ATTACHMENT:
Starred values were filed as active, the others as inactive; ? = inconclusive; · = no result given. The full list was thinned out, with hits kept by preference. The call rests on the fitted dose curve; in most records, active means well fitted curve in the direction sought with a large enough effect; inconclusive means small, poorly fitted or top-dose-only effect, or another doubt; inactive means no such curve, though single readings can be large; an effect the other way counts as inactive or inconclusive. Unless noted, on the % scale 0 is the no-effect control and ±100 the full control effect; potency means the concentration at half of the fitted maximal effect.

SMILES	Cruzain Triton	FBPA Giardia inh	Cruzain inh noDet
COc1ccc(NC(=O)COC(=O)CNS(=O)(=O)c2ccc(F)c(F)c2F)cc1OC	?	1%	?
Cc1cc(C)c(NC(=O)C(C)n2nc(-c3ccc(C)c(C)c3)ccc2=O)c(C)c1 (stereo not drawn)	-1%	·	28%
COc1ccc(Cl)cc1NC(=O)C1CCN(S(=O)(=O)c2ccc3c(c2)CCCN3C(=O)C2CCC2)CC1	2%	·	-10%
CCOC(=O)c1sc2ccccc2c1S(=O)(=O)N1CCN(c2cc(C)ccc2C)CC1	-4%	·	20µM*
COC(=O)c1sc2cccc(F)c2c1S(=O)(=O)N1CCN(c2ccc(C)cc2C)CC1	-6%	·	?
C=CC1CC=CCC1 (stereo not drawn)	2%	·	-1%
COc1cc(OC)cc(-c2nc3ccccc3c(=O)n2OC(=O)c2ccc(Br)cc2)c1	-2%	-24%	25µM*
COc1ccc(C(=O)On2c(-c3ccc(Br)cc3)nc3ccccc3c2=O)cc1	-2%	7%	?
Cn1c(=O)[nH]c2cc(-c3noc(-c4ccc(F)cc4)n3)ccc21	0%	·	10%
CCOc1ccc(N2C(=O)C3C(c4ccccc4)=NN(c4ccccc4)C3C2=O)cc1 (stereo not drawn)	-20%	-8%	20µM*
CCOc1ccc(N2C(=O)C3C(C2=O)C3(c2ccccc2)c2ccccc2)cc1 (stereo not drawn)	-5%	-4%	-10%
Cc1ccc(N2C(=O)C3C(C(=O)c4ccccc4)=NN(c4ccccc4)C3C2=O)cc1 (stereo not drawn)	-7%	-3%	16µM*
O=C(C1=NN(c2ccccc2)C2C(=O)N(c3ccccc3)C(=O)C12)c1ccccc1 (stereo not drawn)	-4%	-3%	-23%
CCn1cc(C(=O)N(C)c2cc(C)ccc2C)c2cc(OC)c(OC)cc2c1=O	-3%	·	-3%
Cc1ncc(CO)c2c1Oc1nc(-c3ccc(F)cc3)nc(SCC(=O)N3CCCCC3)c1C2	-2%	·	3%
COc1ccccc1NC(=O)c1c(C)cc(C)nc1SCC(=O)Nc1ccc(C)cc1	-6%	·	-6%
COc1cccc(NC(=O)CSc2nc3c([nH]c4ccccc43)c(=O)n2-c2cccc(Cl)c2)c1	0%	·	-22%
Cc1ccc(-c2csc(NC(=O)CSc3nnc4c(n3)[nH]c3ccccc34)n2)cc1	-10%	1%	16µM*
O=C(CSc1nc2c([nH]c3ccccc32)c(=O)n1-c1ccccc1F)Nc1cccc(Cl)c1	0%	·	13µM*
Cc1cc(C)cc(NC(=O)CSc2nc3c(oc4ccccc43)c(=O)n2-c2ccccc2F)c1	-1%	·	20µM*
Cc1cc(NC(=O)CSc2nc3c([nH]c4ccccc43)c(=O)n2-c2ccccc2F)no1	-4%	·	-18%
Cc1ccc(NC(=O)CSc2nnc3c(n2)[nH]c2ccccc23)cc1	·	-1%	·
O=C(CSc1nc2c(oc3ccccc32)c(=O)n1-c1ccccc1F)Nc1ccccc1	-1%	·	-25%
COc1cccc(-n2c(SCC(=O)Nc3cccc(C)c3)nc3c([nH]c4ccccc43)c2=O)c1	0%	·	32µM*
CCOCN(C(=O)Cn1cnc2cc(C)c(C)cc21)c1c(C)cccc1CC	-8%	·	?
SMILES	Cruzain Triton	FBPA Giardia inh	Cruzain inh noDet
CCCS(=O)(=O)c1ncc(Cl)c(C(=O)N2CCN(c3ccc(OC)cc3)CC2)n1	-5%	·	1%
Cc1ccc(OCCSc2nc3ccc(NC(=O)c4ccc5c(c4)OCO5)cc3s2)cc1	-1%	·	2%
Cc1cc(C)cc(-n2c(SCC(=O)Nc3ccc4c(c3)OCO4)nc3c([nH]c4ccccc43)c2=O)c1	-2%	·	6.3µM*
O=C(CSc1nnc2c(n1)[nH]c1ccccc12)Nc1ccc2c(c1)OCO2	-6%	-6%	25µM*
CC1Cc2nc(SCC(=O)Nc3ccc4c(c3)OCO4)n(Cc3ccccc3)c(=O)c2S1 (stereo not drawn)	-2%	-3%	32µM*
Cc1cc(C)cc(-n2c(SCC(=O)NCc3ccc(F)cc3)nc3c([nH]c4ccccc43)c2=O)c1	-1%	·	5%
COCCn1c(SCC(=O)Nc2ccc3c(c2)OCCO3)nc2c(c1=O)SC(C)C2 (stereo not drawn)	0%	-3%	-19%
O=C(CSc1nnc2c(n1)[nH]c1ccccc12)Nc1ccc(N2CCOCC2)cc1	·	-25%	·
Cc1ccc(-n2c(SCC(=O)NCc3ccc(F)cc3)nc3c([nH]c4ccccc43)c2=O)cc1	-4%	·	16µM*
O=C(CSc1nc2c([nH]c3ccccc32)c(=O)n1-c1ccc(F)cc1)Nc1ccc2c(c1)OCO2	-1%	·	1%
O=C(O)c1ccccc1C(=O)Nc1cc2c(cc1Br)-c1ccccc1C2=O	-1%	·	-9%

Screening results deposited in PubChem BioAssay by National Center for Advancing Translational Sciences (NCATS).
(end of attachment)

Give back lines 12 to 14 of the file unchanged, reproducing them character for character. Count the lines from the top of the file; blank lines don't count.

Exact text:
CCOc1ccc(N2C(=O)C3C(c4ccccc4)=NN(c4ccccc4)C3C2=O)cc1 (stereo not drawn)	-20%	-8%	20µM*
CCOc1ccc(N2C(=O)C3C(C2=O)C3(c2ccccc2)c2ccccc2)cc1 (stereo not drawn)	-5%	-4%	-10%
Cc1ccc(N2C(=O)C3C(C(=O)c4ccccc4)=NN(c4ccccc4)C3C2=O)cc1 (stereo not drawn)	-7%	-3%	16µM*